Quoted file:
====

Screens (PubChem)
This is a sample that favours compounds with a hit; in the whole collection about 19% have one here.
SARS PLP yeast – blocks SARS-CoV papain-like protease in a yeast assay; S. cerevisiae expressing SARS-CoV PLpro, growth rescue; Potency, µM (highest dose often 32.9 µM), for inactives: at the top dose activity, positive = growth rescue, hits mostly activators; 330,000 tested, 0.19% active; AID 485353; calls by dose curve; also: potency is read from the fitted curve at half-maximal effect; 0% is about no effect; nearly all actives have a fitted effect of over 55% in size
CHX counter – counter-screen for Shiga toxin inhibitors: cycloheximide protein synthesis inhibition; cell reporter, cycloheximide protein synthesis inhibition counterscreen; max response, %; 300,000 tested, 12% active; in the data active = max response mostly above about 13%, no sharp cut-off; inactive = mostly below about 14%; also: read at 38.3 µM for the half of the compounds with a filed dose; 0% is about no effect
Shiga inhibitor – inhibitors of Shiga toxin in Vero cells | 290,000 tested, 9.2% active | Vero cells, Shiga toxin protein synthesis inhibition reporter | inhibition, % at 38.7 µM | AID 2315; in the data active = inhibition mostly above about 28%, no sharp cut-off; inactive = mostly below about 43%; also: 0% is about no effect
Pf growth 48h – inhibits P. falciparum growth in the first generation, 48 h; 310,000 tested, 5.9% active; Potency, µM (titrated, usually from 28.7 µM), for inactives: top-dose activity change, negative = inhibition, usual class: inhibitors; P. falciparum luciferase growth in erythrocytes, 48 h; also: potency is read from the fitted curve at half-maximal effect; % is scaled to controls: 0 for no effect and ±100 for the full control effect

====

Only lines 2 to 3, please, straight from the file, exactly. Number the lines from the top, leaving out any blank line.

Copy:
This is a sample that favours compounds with a hit; in the whole collection about 19% have one here.
SARS PLP yeast – blocks SARS-CoV papain-like protease in a yeast assay; S. cerevisiae expressing SARS-CoV PLpro, growth rescue; Potency, µM (highest dose often 32.9 µM), for inactives: at the top dose activity, positive = growth rescue, hits mostly activators; 330,000 tested, 0.19% active; AID 485353; calls by dose curve; also: potency is read from the fitted curve at half-maximal effect; 0% is about no effect; nearly all actives have a fitted effect of over 55% in size